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Teaching Activities

This collection contains activities submitted by workshop participants as well as activities from other Cutting Edge and Teach the Earth projects related to the Deep Earth.




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Question of the Day: Making a Scientific Argument part of Starting Point-Teaching Entry Level Geoscience:Interactive Lectures:Question of the Day
A scientific argument must persuade the reader that the data you present, and your arguments are strong enough, to support your theory, model, or proposed action. The effective writer will make it easy for the ...

Question of the Day: The Structure of the Earth part of Starting Point-Teaching Entry Level Geoscience:Interactive Lectures:Question of the Day
On the cross-section diagram below, label: Crust. Mantle. Lithosphere. Asthenosphere. The depth to the boundaries between each of the above specified layers. The direction of lithospheric motion. Where you would ...

Question of the Day: Plate Boundary Characteristics part of Starting Point-Teaching Entry Level Geoscience:Interactive Lectures:Question of the Day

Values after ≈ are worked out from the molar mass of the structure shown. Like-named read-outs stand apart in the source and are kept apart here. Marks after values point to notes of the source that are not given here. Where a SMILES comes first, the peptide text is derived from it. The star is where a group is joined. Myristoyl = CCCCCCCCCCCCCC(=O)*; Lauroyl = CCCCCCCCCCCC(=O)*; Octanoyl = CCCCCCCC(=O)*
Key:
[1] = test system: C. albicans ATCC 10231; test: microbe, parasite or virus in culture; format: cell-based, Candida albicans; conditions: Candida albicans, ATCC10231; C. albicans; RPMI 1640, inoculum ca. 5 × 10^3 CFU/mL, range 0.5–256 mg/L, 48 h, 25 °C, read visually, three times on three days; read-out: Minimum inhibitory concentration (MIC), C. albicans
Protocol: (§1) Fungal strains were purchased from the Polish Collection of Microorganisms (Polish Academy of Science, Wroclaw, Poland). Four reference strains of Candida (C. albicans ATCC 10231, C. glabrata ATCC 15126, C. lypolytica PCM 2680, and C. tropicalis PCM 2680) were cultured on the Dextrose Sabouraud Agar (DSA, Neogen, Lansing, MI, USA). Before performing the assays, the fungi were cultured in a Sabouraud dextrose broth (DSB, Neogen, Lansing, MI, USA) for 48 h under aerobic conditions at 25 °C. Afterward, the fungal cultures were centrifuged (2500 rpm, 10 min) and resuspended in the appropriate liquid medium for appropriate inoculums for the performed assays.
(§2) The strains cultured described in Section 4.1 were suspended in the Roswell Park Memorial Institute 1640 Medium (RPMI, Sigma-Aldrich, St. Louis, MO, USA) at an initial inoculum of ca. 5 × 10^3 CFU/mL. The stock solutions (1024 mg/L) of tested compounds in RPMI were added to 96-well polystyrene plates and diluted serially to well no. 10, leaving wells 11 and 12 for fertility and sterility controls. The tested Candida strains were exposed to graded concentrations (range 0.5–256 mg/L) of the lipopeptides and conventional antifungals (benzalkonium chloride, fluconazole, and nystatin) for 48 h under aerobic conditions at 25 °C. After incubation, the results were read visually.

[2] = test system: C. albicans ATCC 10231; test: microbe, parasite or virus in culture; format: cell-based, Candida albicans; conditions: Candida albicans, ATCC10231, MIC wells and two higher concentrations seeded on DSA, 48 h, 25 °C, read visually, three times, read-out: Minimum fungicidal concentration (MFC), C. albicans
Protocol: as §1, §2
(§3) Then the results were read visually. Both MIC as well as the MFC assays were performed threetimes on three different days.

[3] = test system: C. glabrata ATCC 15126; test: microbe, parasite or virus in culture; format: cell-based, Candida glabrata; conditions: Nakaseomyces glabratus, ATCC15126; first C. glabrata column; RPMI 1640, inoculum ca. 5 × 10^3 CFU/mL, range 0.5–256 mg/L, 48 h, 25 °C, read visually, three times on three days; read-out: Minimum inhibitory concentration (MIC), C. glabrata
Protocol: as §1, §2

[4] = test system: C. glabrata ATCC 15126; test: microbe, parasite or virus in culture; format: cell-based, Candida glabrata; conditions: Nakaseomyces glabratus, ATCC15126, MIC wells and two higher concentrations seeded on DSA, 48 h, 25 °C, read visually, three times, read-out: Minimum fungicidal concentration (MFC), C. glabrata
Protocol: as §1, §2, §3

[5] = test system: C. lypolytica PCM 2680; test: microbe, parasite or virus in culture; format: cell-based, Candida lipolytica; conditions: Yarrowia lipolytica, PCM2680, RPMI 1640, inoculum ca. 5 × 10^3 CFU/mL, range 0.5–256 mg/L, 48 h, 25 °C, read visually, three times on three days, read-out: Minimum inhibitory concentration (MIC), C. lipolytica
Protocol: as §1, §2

What kind of plate tectonic process or boundary would you expect if you find a seafloor region with: 1. A long, narrow linear or gently curving deep valley, earthquakes to depths of several hundred km, and ...

Presenting the Geologic Timescale part of Starting Point-Teaching Entry Level Geoscience:Interactive Lecture Demonstrations:Examples
This project has students model the geologic timescale using distance as a metaphor for time. Students give presentions spaced at distances which represent how far apart in time the events occurred. -

Farallon Slab Visualizations part of Visualization Collectons
Compiled by John McDaris of SERC. These animations and images show what scientists know or hypothesize about the history, motion, and effects of the Farallon Plate being subducted under the North American Plate. ...

BotEC: Walking to the Center of the Earth part of Quantitative Skills:Activity Collection
Question: The earth's interior is composed of three main concentric zones: the crust, the mantle, and the core. The outermost layer, the crust, averages 40 km thick on the continents and is thinner (averaging ...

Measuring specific gravity to answer questions about subduction. part of Quantitative Skills:Activity Collection
Use a quadruple beam balance to measure the specific gravity of the minerals and rocks that are common in oceanic and continental lithosphere. The results of the calculations are tied to numerous concepts described in previous lectures.

Driving Through Geologic Time - An analogy part of Quantitative Skills:Activity Collection
An analogy of the Earth's history to a cross-country drive.

Seismicity and Relative Risk part of Starting Point-Teaching Entry Level Geoscience:Teaching with Data:Examples